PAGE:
88.
On 16 March 2020, the Parties advised the Tribunal that they had reached an agreement to extend the deadlines to file the submissions on the Clean Hands Objection until 19 March 2020 for Respondent's filing, and 14 April 2020 for Claimants' filing. On the same date, the Tribunal indicated that it had no objection to the revised schedule.
89.
On 19 March 2020, Respondent filed its submission on the jurisdictional objection regarding the lack of clean hands in Claimants' investment, entitled in Spanish, 'Falta de Manos Limpias de los Demandantes como Objeción de Jurisdicción y, Subsidiariamente, de Inadmisión: Procedencia de la Alegación en Cuanto al Tiempo y al Fondo', along with additional legal authorities and Respondent's updated list of Legal Authorities.
90.
On 1 April 2020, the Parties informed the Tribunal that they had agreed to extend the date for presenting the agreed transcript corrections, which the Tribunal acknowledged and confirmed its agreement. On the following day, the Parties submitted their agreed corrections to the English and Spanish transcripts of the Second Hearing.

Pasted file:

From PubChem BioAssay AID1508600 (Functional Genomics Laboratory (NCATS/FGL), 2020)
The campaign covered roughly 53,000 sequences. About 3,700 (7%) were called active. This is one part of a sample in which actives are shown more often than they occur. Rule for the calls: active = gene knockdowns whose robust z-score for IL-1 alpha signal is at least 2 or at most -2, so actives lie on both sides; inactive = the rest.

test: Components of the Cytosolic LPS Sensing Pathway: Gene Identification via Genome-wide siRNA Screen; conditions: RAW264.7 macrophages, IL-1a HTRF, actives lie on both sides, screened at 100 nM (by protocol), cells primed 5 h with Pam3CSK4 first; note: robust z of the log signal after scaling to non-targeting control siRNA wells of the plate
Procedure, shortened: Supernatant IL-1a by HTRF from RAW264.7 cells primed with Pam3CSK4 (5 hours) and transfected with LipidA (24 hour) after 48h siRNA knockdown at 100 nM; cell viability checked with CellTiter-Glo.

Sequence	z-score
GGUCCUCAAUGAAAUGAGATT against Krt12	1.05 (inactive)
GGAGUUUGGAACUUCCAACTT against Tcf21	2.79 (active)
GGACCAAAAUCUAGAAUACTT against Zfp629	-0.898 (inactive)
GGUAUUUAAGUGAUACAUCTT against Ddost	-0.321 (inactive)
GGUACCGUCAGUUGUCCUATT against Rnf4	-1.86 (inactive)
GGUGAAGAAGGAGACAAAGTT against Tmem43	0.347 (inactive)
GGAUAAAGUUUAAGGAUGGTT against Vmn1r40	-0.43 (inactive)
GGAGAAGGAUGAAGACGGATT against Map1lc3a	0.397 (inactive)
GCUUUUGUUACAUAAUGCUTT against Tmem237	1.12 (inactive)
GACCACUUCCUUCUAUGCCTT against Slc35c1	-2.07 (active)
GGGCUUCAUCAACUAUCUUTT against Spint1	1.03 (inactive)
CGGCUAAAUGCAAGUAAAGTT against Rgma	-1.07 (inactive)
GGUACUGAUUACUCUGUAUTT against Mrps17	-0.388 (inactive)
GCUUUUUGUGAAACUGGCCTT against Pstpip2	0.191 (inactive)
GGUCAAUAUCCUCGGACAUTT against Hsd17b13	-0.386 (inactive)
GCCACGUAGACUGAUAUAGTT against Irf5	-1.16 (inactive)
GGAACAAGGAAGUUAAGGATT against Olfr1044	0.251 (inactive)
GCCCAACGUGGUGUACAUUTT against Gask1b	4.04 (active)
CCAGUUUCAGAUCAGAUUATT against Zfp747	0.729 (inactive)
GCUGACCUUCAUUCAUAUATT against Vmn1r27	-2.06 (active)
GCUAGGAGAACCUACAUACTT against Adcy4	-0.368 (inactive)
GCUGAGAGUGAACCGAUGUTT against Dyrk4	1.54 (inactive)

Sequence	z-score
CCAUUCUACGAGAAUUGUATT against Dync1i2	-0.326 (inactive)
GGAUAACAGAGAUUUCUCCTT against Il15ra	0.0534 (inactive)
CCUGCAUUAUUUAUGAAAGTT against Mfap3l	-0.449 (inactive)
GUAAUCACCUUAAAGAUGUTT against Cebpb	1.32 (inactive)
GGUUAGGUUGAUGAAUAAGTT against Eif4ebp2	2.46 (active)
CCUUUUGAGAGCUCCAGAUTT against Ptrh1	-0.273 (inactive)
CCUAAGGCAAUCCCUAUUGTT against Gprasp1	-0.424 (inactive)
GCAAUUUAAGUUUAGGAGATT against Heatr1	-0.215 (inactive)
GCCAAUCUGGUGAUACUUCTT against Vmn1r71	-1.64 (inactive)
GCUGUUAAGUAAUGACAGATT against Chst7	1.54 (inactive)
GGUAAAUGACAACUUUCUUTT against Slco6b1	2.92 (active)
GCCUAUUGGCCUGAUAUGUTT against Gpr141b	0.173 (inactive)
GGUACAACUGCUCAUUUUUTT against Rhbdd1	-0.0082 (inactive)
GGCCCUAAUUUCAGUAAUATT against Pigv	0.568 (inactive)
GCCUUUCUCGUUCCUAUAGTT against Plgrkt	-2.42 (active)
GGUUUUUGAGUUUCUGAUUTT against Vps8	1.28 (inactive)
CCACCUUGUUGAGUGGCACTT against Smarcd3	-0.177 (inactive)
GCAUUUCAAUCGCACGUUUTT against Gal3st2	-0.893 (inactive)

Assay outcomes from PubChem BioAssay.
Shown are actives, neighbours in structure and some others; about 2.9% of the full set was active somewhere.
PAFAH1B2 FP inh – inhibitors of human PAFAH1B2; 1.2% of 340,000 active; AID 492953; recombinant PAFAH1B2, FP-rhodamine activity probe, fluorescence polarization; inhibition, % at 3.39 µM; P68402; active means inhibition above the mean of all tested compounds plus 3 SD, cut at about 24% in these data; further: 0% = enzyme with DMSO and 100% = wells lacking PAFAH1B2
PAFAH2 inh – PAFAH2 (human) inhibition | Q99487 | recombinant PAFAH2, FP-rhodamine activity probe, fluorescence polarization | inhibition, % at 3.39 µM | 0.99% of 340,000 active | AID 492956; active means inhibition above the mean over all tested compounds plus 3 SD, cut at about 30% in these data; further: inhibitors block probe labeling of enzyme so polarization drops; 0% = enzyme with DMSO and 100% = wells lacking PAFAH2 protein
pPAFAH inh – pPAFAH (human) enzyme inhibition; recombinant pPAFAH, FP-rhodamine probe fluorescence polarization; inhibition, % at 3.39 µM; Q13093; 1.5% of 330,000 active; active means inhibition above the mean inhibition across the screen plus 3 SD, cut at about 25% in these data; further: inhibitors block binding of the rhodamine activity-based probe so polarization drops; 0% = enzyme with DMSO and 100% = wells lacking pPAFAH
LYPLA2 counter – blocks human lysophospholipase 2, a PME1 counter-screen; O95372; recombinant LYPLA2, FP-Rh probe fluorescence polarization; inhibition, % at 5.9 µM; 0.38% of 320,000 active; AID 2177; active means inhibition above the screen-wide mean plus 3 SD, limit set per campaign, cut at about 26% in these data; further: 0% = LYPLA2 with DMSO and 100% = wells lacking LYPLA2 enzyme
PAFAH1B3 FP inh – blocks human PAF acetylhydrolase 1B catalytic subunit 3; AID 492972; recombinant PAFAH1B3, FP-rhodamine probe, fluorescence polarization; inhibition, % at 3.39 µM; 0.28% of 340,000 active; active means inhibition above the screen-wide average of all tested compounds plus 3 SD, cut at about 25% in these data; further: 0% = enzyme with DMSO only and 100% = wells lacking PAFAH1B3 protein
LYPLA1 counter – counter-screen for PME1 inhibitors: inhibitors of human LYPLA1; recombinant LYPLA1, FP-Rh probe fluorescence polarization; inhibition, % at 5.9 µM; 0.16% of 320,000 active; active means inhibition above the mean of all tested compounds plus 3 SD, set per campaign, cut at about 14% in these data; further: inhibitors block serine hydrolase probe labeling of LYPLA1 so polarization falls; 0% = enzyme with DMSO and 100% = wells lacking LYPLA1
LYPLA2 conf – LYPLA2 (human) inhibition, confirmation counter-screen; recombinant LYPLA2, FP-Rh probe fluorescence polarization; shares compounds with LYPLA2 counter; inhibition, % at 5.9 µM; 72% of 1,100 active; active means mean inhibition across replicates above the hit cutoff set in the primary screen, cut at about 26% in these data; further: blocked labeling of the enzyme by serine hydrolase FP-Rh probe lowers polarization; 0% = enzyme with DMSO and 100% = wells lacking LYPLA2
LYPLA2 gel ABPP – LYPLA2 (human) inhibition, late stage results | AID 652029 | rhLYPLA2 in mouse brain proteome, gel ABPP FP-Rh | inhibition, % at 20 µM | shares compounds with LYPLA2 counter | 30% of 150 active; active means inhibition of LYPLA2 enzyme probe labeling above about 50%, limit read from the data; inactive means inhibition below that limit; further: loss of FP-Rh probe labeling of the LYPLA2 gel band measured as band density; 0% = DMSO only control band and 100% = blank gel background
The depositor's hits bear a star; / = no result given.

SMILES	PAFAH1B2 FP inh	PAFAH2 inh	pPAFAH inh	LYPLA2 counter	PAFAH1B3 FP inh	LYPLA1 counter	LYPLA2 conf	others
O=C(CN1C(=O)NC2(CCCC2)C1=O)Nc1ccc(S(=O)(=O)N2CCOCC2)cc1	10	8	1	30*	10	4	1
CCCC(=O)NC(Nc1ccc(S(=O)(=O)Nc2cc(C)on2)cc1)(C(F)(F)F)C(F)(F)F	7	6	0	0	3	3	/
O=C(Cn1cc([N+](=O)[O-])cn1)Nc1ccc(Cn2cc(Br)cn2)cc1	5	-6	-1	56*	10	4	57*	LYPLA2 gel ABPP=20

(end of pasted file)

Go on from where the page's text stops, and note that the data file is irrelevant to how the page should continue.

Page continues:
91.
On 8 April 2020, Claimants requested the Tribunal's intervention in respect to the Parties' failure to agree on the number of rounds, length and format of the post-hearing briefs, noting that an agreement was reached on the same issues after the June Hearing in June 2019. On the same date, Respondent expressed its views, and indicated that the COVID-19 pandemic had seriously affected business-as-usual in Spain, for which reason an extension for filing of the post-hearing brief(s) would be required.
92.